By INA ALLECO R. SILVERIO
MANILA – Lower texts rate now and sanction non-complying telecommunication firms.
This was the demand of the progressive party list group Bayan Muna as its members held a protest in front of the offices of the National Telecommunications Commission (NTC) early this week. The group decried what it said was the NTC’s “inutility” in sanctioning the country’s telecommunications companies for ignoring the commission’s order to lower rates for short message services ( SMS or more popularly known as texts messages). The group also pushed the NTC to order the telcos to refund consumers. Based on reports, the telcos Smart, Globe and Digitel owe their subscribers at least P111 million ($2.58 million) because they continue to charge 20 centavos more for every text.
Rates should have been lower by 20 centavos since November 30 after the NTC issued memorandum circular 02-10-2011. The circular prescribes the maximum interconnection charge for text messages and the new fees should be imposed not later than 20 days from the circular’s effectivity. The circular took effect last November 10. The agency is also considering cutting interconnection charges for cellular voice calls at a maximum of two pesos per minute during the first year; and not more than P1.50 on the second year; and a maximum of one peso on year three onwards. The country’s telcos currently charges each other four pesos per minute on interconnection for voice calls.
If the proposal is approved, voice call rates can be lowered to between three to four pesos ($0.069 to $0.093) per minute on the first year; two pesos ($0.046) per minute on the following year; and one peso ($0.023) per minute on the third year onwards. Currently, cellular voice call rates are pegged at P6.50 ($0.15)( per minute. Mobile phone interconnection rates were last adjusted in 2003.
The NTC said interconnection rates to mobile service operators in the Philippines is still one of the highest in Asia.
Based on reports, the telcos Smart, Globe and Sun owe their subscribers at least P111 ($2.58 million) million for still collecting the 20 centavos that should have been deducted since November 30. Recently, Bayan Muna Rep. Teddy Casiño said the NTC and the telcos risk being the subject of a congressional inquiry and the latter may lose their franchises if the refund is not released immediately.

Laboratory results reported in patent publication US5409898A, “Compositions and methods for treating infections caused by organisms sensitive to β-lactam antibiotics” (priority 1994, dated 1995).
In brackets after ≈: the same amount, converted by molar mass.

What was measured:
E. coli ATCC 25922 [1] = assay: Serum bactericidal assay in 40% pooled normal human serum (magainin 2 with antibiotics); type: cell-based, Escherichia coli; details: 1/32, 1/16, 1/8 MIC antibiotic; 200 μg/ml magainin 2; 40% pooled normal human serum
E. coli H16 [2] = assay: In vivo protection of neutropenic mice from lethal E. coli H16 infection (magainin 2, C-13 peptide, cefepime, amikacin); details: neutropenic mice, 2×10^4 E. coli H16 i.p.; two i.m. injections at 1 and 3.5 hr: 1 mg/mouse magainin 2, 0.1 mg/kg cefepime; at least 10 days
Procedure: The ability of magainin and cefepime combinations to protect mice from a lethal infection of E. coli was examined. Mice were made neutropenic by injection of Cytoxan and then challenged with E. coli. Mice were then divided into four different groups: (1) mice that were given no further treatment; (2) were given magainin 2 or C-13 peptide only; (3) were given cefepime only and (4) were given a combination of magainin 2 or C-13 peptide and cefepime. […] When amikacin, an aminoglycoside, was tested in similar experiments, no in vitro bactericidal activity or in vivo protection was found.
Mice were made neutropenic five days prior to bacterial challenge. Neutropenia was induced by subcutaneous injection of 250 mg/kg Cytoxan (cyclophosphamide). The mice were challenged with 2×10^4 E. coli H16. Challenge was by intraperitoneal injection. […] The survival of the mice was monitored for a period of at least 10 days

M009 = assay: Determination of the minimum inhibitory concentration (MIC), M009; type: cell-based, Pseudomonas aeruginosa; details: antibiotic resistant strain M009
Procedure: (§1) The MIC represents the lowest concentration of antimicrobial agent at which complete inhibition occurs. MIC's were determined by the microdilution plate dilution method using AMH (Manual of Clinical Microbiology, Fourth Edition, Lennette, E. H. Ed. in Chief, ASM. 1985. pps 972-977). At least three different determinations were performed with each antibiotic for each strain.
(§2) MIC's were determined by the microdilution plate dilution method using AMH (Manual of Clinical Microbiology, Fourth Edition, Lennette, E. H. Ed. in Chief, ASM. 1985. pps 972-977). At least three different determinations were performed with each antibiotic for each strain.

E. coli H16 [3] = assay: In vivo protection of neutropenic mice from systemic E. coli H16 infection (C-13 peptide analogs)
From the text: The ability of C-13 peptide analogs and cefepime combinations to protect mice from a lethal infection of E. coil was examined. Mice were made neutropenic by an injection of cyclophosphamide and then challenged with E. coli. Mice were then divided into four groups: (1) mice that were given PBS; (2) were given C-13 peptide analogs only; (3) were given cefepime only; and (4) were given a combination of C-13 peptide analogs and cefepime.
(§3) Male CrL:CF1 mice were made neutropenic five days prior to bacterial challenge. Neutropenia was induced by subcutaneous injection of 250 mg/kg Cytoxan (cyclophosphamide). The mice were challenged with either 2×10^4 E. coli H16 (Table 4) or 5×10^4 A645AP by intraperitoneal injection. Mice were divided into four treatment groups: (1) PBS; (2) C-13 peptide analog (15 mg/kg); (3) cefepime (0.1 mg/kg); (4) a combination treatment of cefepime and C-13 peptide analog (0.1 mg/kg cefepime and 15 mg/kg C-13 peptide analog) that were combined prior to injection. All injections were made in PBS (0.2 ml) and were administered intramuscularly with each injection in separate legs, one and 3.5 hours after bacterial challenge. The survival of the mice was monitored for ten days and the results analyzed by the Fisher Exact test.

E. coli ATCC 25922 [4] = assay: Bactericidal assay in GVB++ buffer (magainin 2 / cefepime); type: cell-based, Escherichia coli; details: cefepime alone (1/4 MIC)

Casiño said the telcos should refund the P111 million ($2.58 million) which is the total amount in five days of the 20 centavos reduction in the interconnection charge for text messages which they have refused to implement.
He explained that the estimate is based on data extrapolated from the latest financial reports provided by the telcos themselves, which reveal a gross income of at least P185 million ($4.30 million) per day from text messaging services.
Assuming half of the text messages are between telcos and subject to interconnection fees, the 20-centavo reduction in said fees would mean the telcos have been overcharging their consumers by P18.5 million ($430 thousand) per day, or a total of P92.5 million ($2.15 million) for the five days that the NTC order remains unimplemented.
“This is a conservative estimate considering the fact that as text capital of the world, some 1.5 to 1.8 billion text messages a day are sent in the Philippines. In some of our computations, the overprice even reached five times this amount,” said Casiño. “The telcos should immediately comply because this amount increases by the day and consumers deserve this break considering that SMS messaging should be free in the first place. The telcos should not force us to call them into an investigation in Congress or revoke their franchises.”
Casiño also criticized the NTC for its failure to lay down sanctions against the erring telcos.
“The NTC should stop being inutile and immediately sanction mobile operators who failed to comply with its order to reduce interconnection fees for text messaging. The government should show these giant companies they can’t simply ignore a lawful order and get away with it. How would the telcos follow the NTC when they know that they can circumvent its orders just like that? “ he said.
Consumers deserve good service
Consumer rights advocacy groups Computer Professionals’ Union (CPU) and TXTPower, for their part, also demanded that the NTC lay down the law against the telcos.
CPU’s Rick Bahague said consumers have been paying an excess of 20 centavos per text since November 30 and an refund is immediately in order. He pointed out that in 2009 alone , Globe and Smart recorded 800 million and about 1 billion messages, respectively. “A combined SMS traffic of 1.8 billion messages per day passes through the largest telcos. The NTC should sanction telcos now Smart, Globe and Digitel, which continue to defy the NTC order and continue to charge more on their services,” he said.
Bahague also shared that Globe on its blog site said that the memorandum will allow them to “offer more aggressive and competitive SMS” based on their usual promos.
“Not all consumers avail of their promos. As consumers, we should be given high quality and cheaper service not only during the promo periods,” he said.
CPU is currently running a survey on the quality of services of broadband providers. Visit the survey form here, http://bit.ly/broadband-survey.